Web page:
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Re: A kind of samadhi or just auditory hallucination

Post by Garrib » Mon Oct 30, 2017 10:13 pm

samseva wrote:
Mon Oct 30, 2017 7:12 am
If you repeat something enough times, eventually it gets stuck in your head. A good example of this is how music students, from developing their ear and memory so much, usually have music playing around in their heads during various parts of the day, anything from parts of Jazz solos all the way to whole orchestras (whether they want to or not). I'm sure you've already gotten a song stuck in your head. Well, imagine that, but 10 times worse!

Personally, the Buddha recitations you described don't have any basis in actual Buddhist teachings (as in what the Buddha taught, not as Buddhism the religion). I would even go so far as to say it's almost the equivalent of developing a compulsion, to the point of being an involuntary one as well.
I was a music student in a past life (jk it was this life but many years back) and I can say that this was definitely true in my experience. Music was playing in my head nearly constantly - at first I thought that was a good thing but eventually realized I had no control over it. In the end I decided music was more suffering than happiness and gave it up. My family still doesn't totally understand my decision.

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B23
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Re: A kind of samadhi or just auditory hallucination

Post by B23 » Tue Oct 31, 2017 6:11 am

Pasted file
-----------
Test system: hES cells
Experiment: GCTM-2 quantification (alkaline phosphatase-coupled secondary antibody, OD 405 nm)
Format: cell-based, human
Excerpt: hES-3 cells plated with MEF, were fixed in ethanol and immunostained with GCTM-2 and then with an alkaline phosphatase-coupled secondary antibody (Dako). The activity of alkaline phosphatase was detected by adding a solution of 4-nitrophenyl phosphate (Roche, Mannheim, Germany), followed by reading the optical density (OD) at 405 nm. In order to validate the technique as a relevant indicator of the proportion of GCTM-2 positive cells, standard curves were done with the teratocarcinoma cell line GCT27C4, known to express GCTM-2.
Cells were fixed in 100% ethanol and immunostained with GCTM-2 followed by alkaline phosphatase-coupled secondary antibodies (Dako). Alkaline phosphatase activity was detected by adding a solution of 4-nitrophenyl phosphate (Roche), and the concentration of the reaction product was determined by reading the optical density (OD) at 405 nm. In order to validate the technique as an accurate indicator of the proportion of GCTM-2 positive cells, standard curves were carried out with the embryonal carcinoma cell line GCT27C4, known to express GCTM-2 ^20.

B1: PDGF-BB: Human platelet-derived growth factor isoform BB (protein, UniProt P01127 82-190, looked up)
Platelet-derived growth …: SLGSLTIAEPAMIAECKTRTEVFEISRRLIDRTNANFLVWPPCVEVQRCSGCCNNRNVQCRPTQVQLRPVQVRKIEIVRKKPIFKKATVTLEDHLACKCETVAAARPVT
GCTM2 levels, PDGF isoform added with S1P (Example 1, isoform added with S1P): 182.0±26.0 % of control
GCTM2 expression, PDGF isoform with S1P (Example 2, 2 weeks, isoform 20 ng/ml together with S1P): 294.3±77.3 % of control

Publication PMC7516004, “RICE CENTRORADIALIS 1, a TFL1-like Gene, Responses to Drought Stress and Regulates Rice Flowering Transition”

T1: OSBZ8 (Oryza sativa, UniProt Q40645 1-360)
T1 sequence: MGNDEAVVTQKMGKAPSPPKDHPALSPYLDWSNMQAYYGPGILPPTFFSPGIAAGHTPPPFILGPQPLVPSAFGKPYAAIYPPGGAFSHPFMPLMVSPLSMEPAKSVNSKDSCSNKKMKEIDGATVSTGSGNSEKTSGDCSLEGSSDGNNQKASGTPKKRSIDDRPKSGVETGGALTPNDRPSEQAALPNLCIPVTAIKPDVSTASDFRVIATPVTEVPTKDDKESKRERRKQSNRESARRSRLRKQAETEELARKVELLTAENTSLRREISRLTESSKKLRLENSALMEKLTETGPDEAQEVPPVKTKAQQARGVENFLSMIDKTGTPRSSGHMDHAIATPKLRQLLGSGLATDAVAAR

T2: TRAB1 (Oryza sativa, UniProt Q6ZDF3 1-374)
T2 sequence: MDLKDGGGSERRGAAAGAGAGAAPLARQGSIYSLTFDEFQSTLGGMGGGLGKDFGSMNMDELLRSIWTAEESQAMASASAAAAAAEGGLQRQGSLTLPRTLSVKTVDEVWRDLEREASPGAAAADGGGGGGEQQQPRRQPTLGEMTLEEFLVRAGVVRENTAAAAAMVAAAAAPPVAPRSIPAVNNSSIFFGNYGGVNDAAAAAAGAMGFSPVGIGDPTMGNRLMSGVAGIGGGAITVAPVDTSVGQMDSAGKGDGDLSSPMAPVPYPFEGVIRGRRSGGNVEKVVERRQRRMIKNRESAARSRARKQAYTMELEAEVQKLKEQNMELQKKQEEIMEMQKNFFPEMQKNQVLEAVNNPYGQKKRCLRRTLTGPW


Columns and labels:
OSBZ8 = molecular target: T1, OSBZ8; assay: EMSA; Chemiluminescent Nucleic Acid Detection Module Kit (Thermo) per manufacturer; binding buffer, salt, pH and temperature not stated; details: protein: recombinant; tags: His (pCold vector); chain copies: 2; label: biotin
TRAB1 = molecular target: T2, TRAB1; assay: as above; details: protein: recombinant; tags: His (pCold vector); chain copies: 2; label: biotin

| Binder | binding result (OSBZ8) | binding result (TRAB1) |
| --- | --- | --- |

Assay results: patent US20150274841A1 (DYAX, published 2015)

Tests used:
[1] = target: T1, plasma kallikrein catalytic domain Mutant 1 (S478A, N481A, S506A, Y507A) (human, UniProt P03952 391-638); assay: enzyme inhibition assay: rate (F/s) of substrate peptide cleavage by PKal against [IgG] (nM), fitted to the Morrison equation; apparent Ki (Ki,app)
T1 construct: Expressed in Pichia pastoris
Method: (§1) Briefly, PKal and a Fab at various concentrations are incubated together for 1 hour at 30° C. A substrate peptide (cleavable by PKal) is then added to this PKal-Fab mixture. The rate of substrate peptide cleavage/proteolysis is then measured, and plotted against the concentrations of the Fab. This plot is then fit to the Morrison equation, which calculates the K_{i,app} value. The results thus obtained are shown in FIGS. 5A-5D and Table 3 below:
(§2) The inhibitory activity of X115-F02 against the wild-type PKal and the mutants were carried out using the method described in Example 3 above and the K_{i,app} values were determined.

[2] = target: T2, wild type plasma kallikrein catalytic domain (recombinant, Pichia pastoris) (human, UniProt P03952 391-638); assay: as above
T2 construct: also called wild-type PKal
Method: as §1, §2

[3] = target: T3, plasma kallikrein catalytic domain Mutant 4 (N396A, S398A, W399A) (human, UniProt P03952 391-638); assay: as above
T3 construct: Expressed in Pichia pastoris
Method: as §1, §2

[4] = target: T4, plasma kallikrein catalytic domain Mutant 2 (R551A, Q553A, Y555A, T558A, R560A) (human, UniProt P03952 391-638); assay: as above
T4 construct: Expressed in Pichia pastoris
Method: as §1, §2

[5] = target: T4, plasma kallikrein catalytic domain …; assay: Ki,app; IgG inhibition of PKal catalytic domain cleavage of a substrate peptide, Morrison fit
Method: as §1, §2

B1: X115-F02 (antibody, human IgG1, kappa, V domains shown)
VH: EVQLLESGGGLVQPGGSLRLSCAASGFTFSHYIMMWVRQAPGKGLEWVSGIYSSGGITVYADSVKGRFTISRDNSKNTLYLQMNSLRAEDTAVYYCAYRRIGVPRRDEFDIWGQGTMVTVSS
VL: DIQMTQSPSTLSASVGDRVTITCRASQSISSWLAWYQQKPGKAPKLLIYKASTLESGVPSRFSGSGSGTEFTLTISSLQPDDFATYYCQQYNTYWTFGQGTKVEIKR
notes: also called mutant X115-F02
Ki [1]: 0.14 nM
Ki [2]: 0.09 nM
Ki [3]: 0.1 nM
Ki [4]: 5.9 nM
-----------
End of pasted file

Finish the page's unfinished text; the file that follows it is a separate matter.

cjmacie wrote:
Mon Oct 30, 2017 9:32 pm
B23 wrote:
Mon Oct 30, 2017 7:48 am
Mantras are just another method to develop mindfulness, and developing mindfulness is definitely not bad or against what the Buddha taught. Breathing method or mantras are just methods, they are just products of the body and mind so they are just the same in essence, some people are better at the former while others at the second. Also the fact that they manage to make the mantras have the characteristics of the breath (always going "on") means they have at least practice mindfulness for the mantra for a long period of time.
But in some religions and other (cultist, political, etc.) movements, chanting like this can be used to induce trance, or work-up a frenzy; has military uses also. I.e. not always so mindful.
Of course it can. It is just fundamental that one thing can be both good and bad (that is why we prefer some things over the others), for example we have cars to drive us around so we can save time, but we can also kill people with cars, not? The Intention matters most.

Edit: What good are chanting or mantras if we do it with an impure intention? What good is Dhamma if we don't hold it?
- Homage to the Worthy One, the Blessed One, the Rightly Self-awakened One!

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B23
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Re: A kind of samadhi or just auditory hallucination

Post by B23 » Tue Oct 31, 2017 6:49 am

samseva wrote:
Mon Oct 30, 2017 7:53 pm
I don't think my post was over-reacting. I think considering this practice (the one an_user described, not Ayya Khema's) as being developing a mental and involuntary compulsion is accurate (there isn't necessarily a negative connotation to this), because that is the exact result of it. You can say it has benefits and is "useful to block out thoughts", but it doesn't change the fact that it's actually developing an involuntary mental-auditory compulsion.

The Buddha taught meditation and other teachings for the reducing/calming the mind of mental compulsions (or call it whatever you prefer), be it thoughts, emotions, memories, thinking, delusion and so on—not creating an involuntary and auditory one that you hear in your head 24 hours a day to suppress your thoughts.